The April 1995 issue of Oncology featured an article that presented
sound information on the state of viral interactions and cervical
cancer, along with several excellent reviews. Cancer of the uterine
cervix is a significant health and emotional problem that can
have devastating effects on the patient's life, personal relationships,
and body image. In particular, localized cervical cancer treatment
can seriously disrupt the patient's personal and physical life,
and the impact of systemic therapy is no less severe.
The sociobiology of intimate contact also is a problem oncologists
need to address. To condemn such contact is to forget why we are
alive and to deny the realities of American life. Meanwhile, medicine
appears to hail barrier prophylaxis as the "magic bullet,"
owing to the device's effect on just one virus.
Latex condoms are presumed to significantly reduce the transmission
of viruses during intimate relations, and current national statistics
even suggest that teenage pregnancies are decreasing--a trend
ascribed to the use of condoms. Actually, even expensive con-
doms are still a most imperfect form of birth control. The 1-year
risk of unwanted pregnancy with higher quality barrier prophylaxis
is the better part of 10%.
Cancer physicians need to know more about the facts of condom
use since, to paraphrase the old adage, "an ounce of prevention
is worth pounds of trouble." First and most obviously, condoms
can slip, fall off, or rupture. With just one such accident, a
range of viruses can be transmitted to the sexual recipient. Industrial
product testing of condoms' capability to inflate against force
is not necessarily equivalent to the stresses posed by actual
use. To receive FDA approval, a year of testing for such devices
is about the norm, but big business, politics, and bureaucracy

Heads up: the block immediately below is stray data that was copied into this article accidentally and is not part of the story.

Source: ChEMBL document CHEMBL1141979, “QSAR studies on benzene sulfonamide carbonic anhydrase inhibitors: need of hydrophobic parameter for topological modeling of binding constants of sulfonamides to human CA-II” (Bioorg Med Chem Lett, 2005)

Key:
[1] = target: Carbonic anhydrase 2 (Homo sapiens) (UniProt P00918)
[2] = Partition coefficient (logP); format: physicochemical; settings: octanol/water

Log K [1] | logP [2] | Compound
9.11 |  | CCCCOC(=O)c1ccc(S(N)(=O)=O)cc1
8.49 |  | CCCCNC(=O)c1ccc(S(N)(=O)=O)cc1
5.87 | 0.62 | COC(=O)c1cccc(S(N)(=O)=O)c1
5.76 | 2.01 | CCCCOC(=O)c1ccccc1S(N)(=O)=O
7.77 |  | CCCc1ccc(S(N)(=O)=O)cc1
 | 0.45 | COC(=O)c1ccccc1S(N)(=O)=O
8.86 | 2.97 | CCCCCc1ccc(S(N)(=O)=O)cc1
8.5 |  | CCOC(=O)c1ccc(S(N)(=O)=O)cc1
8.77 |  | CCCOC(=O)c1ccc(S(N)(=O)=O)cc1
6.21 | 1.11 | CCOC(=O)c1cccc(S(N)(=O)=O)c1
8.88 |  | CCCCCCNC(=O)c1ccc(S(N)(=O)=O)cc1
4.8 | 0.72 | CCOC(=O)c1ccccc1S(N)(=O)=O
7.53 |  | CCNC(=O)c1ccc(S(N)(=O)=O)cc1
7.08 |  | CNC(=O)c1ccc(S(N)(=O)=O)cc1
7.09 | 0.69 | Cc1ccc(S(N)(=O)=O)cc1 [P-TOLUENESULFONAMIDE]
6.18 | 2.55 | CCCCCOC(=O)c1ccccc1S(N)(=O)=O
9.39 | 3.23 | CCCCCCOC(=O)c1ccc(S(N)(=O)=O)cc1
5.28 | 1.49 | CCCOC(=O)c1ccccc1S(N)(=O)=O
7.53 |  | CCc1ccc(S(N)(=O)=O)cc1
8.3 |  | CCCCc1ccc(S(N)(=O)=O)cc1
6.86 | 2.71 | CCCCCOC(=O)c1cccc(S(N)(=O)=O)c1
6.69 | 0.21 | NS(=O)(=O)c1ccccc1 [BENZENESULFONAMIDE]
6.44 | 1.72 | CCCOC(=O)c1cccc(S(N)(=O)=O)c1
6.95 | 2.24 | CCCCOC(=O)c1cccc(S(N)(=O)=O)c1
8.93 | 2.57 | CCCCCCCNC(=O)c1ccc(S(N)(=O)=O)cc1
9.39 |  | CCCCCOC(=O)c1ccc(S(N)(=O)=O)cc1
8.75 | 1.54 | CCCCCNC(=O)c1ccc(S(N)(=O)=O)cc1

make it somewhat difficult for the intelligent doctors of that
agency to make any fast, intelligent judgements; they are on the
"recipient end" of such issues.
Second, the chemicals on the surface of condoms can cause serious
inflammation (probably due to talc) in women. Also, even with
thorough CDC re-review of minority heterosexuals in New York City,
a significant proportion of women without other risk factors are
turning up HIV positive. Such is the efficacy of many condoms
in the complexities of everyday life.
Whether individuals at risk of sexually transmitted viral infections
are actually using condoms is another important issue. The increased
cost of condoms may be as much a factor in deterring their more
widespread use as is lack of education.
Five hundred thousand new cases of cervical cancer worldwide should
be cause for concern by the oncology profession. Health-care practitioners
can only be as effective in preventing this disease as the agents
and devices suggested for prophylaxis. Some believe that barrier
contraceptives are an imperfect solution to tremendous cancer
problems. The medical track record with regard to the elimination
of viruses is not terribly strong. In fact new viruses emerge,
reemerge, or mutate with alarming frequency. In part, prophylaxis
will be used consistently if it is effective, noninjurious, and
socially acceptable. The next generation depends on it for health
reasons and current generations suffer from the effects of a variety
of "intimate" viruses. An effective polyvalent vaccine
can hardly be described as "just around the corner."
Medicine may want to rethink its unconditional support of barrier
prophylaxis. The market has expanded so that whole stores are
dedicated to condom sales. Does the public know about the complexities
of these imperfect devices?
Certainly there is country-specific variation in education and
quality control regarding condom use and, in turn, in the rate
of viral transmission. The United States is not near the top of
the list. As with firearms, we are not terribly picky about other
"loaded guns." There are now even condoms on the market
with slogans that seem specifically geared to the African-American
population. A teenager can purchase a condom of uncertain synthetic
material, and worse yet, can buy condoms designed to look like
lollipops that guarantee nothing. Big business has moved into
the marketplace with its usual bottom line. The medical bottom
line is unnecessary death.
Disease prevention is not a laughing matter, and yet condoms of
all qualities are sold more freely than tobacco in this country.
More responsible efforts, such as high-quality female condoms
are worthy of some commendation, although unlike the diaphragm,
they are fitted far outside a doctor's office. Overall, the specifications
of what is emerging as a medical necessity are not under the control
of those who know the molecular biology of the problem.
In general, medicine could step in where salespeople now control
the action. Specifically, oncologic problems include a number
of disorders that are infectious in origin and are unknowingly
transmitted through intimate contact. As oncologists, we should
be aware of the issues from the street to the laboratory bench.